About a dozen government agencies in Alameda County have been ordered to fork over a total of $116.4 million in the next two years as part of a statewide raid of more than $2 billion in local redevelopment funds to balance California's budget.
The mandate, which will force some construction projects to slow and others to be scrapped, is angering city leaders who say it took years to raise the funds — and will take longer to rebuild because of sharp drops in property tax revenue. Redevelopment dollars are used to convert blighted lands into housing or business developments to spur local economies.
The California Redevelopment Association plans to appeal the decision of a Sacramento County Superior Court judge who this week authorized the transfer of funds.
"The Legislature has taken away a basic tool to create jobs, generate sales tax revenue and increase property tax base. Redevelopment is the key to economic recovery in California," said Mark Evanoff, redevelopment agency manager in Union City, which is one of the plaintiffs in the lawsuit.
"The Legislature isn't dealing with the difficult budget decisions it needs to make, and it's raiding local government to basically cover up its indecision," Evanoff added.
While the raid will take dollars away from redevelopment projects, the same money the state collects is supposed to be funneled back into local school districts.
Maret Bartlett, Hayward's redevelopment director,
"Hayward has been trying to do the right thing by the school district here," she said. "We contributed a lot of redevelopment money to build a new school, and (the school district) has been a great partner. I just think it's sad."
In Hayward, where the two-year grab will total about $5.3 million, projects will be slowed but not derailed, Bartlett said. There's less money for key projects such as the South Hayward BART redevelopment area, City Center and downtown retail attraction program.
The blow was softened because the redevelopment agency borrowed much of the lost money from its affordable housing fund, and must pay back the cash in five years. Bartlett said that's how long she expects it to take to recuperate from the loss.
The $9.3 million that Union City is slated to lose represents 71/2 years of savings, Evanoff said. The city has had to halt plans to build a pedestrian promenade, business condos and retail pavilion as part of its vision for a core downtown known as the Intermodal Station District.
Fremont's $13 million take-away won't force the city to postpone redevelopment projects, but it will wipe out most of the agency's contingency fund and could delay implementation of new ideas, Redevelopment Agency Manager Elisa Tierney said.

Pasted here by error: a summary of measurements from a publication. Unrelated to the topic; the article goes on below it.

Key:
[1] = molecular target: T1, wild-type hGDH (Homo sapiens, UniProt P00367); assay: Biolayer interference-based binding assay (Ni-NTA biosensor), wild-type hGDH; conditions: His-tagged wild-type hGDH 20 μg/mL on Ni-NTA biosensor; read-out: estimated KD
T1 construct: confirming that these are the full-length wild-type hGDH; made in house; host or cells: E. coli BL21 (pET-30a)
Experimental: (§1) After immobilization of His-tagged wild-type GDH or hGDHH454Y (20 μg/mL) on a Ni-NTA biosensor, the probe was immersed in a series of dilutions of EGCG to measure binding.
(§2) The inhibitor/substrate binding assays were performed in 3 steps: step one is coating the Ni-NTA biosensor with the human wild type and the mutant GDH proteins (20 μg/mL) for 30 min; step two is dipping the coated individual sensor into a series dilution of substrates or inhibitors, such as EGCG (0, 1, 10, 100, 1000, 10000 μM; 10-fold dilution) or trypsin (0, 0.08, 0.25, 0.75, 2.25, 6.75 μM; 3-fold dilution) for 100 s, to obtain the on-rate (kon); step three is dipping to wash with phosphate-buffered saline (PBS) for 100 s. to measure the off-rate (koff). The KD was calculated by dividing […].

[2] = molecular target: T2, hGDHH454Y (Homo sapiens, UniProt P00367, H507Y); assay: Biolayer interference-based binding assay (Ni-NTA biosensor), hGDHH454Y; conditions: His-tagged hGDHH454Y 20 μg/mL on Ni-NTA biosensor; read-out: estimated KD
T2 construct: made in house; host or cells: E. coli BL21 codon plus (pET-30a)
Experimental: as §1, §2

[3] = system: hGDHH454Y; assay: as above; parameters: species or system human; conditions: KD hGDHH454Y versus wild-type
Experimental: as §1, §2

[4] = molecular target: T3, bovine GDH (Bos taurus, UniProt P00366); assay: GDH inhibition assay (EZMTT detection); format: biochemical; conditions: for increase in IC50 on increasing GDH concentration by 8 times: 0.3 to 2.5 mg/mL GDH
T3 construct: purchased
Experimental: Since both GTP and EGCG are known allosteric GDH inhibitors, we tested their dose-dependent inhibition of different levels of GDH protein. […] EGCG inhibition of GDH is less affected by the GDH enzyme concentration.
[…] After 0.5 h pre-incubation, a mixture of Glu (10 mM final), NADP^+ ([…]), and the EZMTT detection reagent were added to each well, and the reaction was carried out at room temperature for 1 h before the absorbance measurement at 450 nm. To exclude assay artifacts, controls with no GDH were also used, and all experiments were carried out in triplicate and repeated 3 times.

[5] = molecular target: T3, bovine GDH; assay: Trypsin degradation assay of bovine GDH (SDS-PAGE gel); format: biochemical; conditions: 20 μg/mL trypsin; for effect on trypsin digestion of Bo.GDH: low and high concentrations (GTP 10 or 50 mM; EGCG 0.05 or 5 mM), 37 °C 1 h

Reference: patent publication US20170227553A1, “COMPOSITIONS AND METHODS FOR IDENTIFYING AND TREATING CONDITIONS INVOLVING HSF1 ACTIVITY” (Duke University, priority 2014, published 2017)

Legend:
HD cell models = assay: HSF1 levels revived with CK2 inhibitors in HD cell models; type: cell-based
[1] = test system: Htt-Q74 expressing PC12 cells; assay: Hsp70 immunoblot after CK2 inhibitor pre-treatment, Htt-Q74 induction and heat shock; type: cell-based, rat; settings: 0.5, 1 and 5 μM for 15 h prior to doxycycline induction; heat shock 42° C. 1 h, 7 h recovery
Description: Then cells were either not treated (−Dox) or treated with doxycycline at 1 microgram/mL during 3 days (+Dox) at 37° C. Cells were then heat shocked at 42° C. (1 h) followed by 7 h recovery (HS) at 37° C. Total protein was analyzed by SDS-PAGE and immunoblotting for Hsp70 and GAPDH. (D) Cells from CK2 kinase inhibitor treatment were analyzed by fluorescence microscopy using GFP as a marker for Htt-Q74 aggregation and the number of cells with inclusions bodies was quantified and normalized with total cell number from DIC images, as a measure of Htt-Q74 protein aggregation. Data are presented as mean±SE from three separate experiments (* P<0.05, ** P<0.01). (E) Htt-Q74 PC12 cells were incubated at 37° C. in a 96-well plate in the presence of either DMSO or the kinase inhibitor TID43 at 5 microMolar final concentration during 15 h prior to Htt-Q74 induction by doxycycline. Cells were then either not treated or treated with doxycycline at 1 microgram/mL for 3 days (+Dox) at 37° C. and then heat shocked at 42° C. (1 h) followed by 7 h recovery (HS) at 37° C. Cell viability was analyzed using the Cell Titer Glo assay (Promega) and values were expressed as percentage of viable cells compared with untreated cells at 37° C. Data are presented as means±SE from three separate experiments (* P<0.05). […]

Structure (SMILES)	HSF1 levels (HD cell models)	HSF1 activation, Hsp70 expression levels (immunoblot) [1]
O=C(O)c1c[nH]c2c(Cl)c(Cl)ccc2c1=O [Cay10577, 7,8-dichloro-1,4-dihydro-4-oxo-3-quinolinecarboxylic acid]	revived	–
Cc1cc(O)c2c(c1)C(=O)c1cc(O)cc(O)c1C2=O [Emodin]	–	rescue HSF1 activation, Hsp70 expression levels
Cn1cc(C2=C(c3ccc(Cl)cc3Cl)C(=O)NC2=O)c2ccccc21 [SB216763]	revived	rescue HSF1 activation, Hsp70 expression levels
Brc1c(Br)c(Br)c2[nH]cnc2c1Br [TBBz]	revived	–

San Leandro, which faces a $7.6 million hit, is in a similar situation.
"It's a large sum of money that we have to come up with," said Cynthia Battenberg, the city's business development manager. "We don't have that much cash just sitting around."
Battenberg said the city will be able to continue its current projects, such as the elimination of blight in the West San Leandro-MacArthur Boulevard area. However, planning for future redevelopment projects may be put on hold.
"If this is a one-time take, we can probably still be able to function," she said. "But if it continues, then we are going to have to decide if we continue to operate or if we'll basically just be paying debt service."
Meanwhile, the unincorporated Alameda County communities of Castro Valley, San Lorenzo, Cherryland and Ashland will lose more than $9 million, Redevelopment Director Eileen Dalton said. Officials have been building up the funds the past decade.
Castro Valley will lose $1.8 million and will not see a commercial development project come to life.
In San Lorenzo, $2 million will disappear, affecting redevelopment efforts to the Bohannon Project — 19 acres along Hesperian Boulevard.
An infill retail project in Ashland will be removed from the county's to-do list after $2.5 million is taken from the community.
And $2.9 million will be snatched from Cherryland and its efforts to build a community center.
"It is disheartening to lose that much money when you are an agency aggressively implementing projects," Dalton said. "The funding is being taken at the worst possible time. Unless we get the money back, we cannot make up for it."
Staff writers Matthew Artz, Eric Kurhi, Kristofer Noceda and Jason Sweeney contributed to this story.
The state plans to take more than $2 billion in local redevelopment funds during the next two years. The $116.4 million impact to local agencies includes:
Source: California Redevelopment Association